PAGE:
TWU art and design student cracks open Pandora’s Box on mental illness at Langley exhibit

Like a fish IN water, Jessie Van Rooyen, a fourth year student in Trinity Western University’s art and design program, is not only comfortable talking about her mental illness, but also depicting it.

Van Rooyen will be among six fourth-year TWU student artists displaying artwork in Retracing Social Practice, running March 8 to April 25, at the Langley Centennial Museum.

The exhibit, which is in keeping with the TWU School of the Arts, Media and Culture’s  (SAMC) encouragement of its students to examine world issues, will explore social practices. The participating students’ drawings and 3D art installations will depict evaluations of how social practices affect thought, practice and perceptions of reality.

Van Rooyen’s 12-piece series called Through a Glass Darkly features mixed media portraits—a combination of acrylic, graphite and photographic image transfers of herself, friends and family members—and a plaster cast.

The whole accomplishment is a poignant reflection of her series’ theme. She examines the gap between how people understand mental illness and what it feels like to people dealing with it daily. Case in point, contrary to what we might think, chronic anxiety and depression haven’t stopped Van Rooyen from baring her artistic soul publically for the first time.

“I have been dealing with depression and anxiety for almost my whole life,” reveals Van Rooyen, who isn’t surprised by the commonly cited statistic that one in five Canadians experiences mental illness. 

“When I found that members of my family were dealing with it as well, some with more difficulty than myself it prompted me to reach out to those around me, my friends and family and neighbours. By doing so I realized just how hard it was for some to understand what exactly having a mental illness means, and I thought that art was a good way to add to that conversation.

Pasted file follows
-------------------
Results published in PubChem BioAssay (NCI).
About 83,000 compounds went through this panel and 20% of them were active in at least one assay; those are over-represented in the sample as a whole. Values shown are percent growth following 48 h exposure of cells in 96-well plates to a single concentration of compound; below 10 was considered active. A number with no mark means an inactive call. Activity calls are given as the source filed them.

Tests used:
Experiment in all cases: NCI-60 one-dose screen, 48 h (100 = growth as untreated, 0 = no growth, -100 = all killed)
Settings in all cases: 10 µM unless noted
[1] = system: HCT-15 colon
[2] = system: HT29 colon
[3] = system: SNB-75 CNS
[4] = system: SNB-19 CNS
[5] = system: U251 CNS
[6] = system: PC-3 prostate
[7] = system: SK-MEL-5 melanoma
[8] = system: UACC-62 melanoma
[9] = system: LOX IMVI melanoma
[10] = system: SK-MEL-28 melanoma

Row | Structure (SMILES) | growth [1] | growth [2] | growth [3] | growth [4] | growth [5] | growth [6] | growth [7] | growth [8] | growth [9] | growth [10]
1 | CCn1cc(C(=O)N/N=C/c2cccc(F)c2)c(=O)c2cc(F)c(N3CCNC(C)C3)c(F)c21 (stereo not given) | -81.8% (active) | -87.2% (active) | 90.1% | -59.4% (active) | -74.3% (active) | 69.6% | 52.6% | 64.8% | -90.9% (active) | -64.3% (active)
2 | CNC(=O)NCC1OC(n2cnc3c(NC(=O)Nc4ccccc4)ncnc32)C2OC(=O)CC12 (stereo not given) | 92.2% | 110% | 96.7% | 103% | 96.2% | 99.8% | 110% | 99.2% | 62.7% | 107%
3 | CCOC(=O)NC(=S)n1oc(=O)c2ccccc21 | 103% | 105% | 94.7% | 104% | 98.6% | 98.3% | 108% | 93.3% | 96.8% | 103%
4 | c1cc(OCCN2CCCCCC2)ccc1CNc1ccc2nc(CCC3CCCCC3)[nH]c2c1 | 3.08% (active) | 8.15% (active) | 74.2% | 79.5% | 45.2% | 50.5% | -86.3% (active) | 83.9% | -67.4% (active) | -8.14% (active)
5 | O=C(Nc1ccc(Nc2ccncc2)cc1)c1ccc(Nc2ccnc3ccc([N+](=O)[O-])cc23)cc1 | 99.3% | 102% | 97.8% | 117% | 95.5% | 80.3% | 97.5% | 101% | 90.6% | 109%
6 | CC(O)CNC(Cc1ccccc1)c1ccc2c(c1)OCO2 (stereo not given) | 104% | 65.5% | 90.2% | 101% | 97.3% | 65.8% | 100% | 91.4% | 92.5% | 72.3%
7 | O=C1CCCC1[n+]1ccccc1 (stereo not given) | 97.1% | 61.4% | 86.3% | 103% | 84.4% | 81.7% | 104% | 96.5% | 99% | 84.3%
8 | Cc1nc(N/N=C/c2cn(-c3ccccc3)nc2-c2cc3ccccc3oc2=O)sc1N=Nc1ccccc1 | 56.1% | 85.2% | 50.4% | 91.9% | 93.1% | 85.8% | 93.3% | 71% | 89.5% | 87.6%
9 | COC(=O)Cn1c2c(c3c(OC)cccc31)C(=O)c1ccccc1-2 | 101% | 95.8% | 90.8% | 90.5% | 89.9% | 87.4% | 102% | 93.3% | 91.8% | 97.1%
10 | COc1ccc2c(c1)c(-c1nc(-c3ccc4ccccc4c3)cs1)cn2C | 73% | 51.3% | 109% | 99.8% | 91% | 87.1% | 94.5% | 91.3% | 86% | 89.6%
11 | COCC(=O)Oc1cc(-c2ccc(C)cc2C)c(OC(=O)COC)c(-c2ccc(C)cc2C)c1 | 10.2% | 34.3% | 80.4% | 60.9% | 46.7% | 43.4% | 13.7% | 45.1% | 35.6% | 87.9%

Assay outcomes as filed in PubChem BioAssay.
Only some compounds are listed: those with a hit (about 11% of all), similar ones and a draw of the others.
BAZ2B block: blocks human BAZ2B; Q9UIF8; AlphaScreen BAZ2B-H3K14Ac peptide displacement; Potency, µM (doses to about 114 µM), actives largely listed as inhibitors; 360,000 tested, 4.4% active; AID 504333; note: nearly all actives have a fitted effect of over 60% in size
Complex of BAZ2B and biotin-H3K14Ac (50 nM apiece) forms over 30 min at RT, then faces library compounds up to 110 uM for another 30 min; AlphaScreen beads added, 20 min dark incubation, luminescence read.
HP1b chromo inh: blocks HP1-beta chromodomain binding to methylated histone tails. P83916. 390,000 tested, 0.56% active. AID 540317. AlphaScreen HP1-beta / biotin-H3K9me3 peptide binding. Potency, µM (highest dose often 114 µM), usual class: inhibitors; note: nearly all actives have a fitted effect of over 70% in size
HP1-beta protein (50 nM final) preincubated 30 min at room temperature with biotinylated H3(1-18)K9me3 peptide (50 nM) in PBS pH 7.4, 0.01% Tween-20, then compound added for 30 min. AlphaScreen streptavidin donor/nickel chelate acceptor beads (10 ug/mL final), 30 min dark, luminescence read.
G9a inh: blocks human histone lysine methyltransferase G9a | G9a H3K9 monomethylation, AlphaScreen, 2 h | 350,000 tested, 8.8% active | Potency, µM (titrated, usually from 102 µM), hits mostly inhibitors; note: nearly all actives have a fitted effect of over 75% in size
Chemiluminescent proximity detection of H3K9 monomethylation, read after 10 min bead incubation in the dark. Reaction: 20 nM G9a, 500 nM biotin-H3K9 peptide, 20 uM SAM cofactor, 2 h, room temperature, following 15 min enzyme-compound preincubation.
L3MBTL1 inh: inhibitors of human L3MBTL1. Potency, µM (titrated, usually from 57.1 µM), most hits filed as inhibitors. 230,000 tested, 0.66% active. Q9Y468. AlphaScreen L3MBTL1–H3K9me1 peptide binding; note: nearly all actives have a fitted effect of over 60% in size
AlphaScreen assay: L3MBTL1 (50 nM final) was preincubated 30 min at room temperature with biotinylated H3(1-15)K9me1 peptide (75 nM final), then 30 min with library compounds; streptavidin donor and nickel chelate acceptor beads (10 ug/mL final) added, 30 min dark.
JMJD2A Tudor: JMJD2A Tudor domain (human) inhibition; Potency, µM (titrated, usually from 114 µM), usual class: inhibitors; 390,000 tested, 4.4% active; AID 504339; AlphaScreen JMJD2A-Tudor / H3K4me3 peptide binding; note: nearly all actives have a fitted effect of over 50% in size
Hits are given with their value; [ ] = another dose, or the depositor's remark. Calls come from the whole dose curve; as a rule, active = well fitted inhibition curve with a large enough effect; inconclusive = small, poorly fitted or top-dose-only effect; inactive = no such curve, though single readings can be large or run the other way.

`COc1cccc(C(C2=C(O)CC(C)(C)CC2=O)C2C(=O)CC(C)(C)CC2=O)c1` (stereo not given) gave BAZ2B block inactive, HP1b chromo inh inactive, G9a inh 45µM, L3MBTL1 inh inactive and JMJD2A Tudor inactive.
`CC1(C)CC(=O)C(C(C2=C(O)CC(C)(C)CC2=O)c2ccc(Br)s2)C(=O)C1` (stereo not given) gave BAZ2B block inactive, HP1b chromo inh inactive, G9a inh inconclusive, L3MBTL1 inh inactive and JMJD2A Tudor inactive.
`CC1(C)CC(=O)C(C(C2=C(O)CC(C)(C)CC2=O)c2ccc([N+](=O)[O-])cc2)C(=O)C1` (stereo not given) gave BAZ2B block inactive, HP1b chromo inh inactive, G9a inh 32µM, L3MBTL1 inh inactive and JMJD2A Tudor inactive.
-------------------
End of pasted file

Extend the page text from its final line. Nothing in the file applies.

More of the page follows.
“I take photos of my subjects, which I transfer to canvas, and then use graphite and paint over top to visually describe the person's inner landscape,” explains Van Rooyen. “I use rough dry brushing so that the paint acts as an interruption or distortion. The colours I use, paynes grey, red and yellow ochre, contribute to the battle between personhood and illness, illuminating part of the figure and covering the rest.

“The gap between those with mental illness and those without is vast and murky. Because there are such varying degrees of mental illness I think it becomes hard for people to view people with the condition the same way after they know about it. People often assume that because a person deals with mental illness they are therefore crazy, or unstable, and they become less human and sicker. I am trying to bridge that gap by portraying what having mental illness actually looks like, and by offering a more humanizing view.” 

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